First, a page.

Leventhal Map Center at BPL spotlights Mythical Irish Island

Hy-Brasil: Jodocus Hondius (1563-1612) America (detail) Amsterdam, [between 1609 to 1633] Norman B. Leventhal Map Center at the Boston Public LibraryHy-Brasil: Jodocus Hondius (1563-1612) America (detail) Amsterdam, [between 1609 to 1633] Norman B. Leventhal Map Center at the Boston Public Library

Beginning in the 14th Century, a curious island located off the coast of Ireland was recorded on official nautical maps of the time. The Island, known topographically as Hy-Brasil, was, in early years, noted to be a round formation near the western coast, and was reported to be observable only once every seven years.

The island was believed to be inhabited by an advanced civilization belonging to Elysium and Tir Na Nog, the Land of Eternal Youth. Despite hundreds of maps depicting Hy-Brasil’s existence over roughly 500 years, it is now known that the Island is actually a result of folklore and mythical storytelling run amok.

As with most mythical folklore, the “belief” in Hy-Brasil was passed down through the centuries by seafarers, whose depictions of the island were told and retold by countless sailors and given credence by the mapmakers who featured it prominently as a geographical reference on their maps.

Over the centuries, the island’s prominence on these maps shrunk until it no longer existed.

A wonderful, three-part exhibit featuring this curiosity is now being featured at the Norman B. Leventhal Map Center at the Boston Public Library in honor of the Centennial of the Easter Rising. Entrance to the physical exhibit is free and open to the public and can be viewed online as well.

The online portion of the exhibit, Hy-Brasil: Mapping a Mythical Island, which can be explored at www.bpl.org/exhibitions/current-exhibitions/hy-brasil/, takes us through more than 40 maps that depict the imaginary island and how its image morphed over the years. The exhibit also features a globe dating to 1492 and is shown alongside modern day sketches by Irish artist Caoimhghin O Fraithile.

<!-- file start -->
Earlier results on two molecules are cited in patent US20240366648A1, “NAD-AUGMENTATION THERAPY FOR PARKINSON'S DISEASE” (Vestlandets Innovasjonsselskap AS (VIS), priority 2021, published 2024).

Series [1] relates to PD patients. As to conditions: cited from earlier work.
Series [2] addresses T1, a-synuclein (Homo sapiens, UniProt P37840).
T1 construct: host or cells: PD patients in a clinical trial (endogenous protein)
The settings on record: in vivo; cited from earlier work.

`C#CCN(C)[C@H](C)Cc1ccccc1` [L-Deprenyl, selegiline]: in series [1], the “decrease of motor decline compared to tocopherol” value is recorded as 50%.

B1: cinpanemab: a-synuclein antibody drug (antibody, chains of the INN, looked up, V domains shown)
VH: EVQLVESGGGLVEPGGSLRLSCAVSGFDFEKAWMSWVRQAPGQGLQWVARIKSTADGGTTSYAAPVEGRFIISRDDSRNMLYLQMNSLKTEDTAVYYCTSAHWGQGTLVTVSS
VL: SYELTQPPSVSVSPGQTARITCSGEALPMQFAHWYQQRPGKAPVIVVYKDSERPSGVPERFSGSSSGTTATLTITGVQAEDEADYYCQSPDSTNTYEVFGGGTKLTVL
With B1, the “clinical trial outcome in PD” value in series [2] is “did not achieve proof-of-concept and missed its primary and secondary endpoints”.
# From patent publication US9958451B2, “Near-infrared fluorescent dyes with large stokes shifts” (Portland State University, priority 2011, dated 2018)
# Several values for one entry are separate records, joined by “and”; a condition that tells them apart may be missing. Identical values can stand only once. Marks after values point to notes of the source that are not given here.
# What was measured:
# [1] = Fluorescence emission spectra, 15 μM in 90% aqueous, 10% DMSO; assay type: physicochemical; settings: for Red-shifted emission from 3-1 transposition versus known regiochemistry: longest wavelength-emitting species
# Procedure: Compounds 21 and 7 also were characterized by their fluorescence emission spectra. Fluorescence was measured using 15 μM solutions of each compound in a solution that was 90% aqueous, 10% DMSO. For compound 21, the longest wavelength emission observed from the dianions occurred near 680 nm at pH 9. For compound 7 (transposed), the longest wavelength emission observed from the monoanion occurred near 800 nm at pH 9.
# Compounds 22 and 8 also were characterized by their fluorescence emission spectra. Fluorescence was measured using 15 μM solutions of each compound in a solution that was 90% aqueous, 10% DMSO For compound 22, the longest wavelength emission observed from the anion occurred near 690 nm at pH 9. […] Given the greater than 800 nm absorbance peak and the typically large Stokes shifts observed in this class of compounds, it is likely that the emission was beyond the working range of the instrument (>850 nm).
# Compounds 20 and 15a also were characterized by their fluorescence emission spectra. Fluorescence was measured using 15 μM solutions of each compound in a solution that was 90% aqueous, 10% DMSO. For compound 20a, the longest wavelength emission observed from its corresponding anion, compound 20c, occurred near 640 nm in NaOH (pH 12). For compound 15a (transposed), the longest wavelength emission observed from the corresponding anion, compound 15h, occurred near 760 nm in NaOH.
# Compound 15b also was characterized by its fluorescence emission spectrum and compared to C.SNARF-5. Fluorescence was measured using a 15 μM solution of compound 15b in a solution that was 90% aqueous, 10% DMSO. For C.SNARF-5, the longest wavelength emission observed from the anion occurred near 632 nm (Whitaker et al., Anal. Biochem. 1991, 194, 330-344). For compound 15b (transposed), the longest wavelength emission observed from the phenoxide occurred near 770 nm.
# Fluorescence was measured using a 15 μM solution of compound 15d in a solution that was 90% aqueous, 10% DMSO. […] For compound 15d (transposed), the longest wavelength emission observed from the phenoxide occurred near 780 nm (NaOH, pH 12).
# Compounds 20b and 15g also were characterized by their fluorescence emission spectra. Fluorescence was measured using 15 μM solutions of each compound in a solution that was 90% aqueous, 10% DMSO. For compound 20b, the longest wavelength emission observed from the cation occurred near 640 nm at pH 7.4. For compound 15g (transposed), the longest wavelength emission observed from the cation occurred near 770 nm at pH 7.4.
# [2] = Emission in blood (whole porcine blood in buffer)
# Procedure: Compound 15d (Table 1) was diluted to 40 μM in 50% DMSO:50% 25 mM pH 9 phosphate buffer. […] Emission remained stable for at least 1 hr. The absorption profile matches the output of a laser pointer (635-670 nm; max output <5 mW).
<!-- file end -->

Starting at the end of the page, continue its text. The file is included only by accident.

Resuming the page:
Exhibit curator Stephanie Cyr enthusiastically shared her theory as to why the mythical island came into being.

“The Celtic Otherworld offered a neat story, a bit of hope to the people of Ireland.” She stressed the belief that this Otherworld provided solace, that “Land of Eternal Youth” with no suffering.

“We need to believe in these types of places to survive,” said Cyr, who laughed as she mentioned that only those of superior intellect were able to “see” the island. No doubt that gift contributed to the belief in its existence despite any physical evidence or exploration of such a place by human hands.

O Fraithile has also installed a physical art-piece behind the Museum of Fine Arts that is reminiscent of the island emerging from the mist. Both this piece, entitled “South of Hy-Brasil” and another by artist Michael Dowling called “The Well House” are to be featured as a temporary public art project entitled Tir na nOg in the Fenway section of Boston.

Overseen by Medicine Wheel Productions, both public art installations will mark the Centenary of the Easter Rising.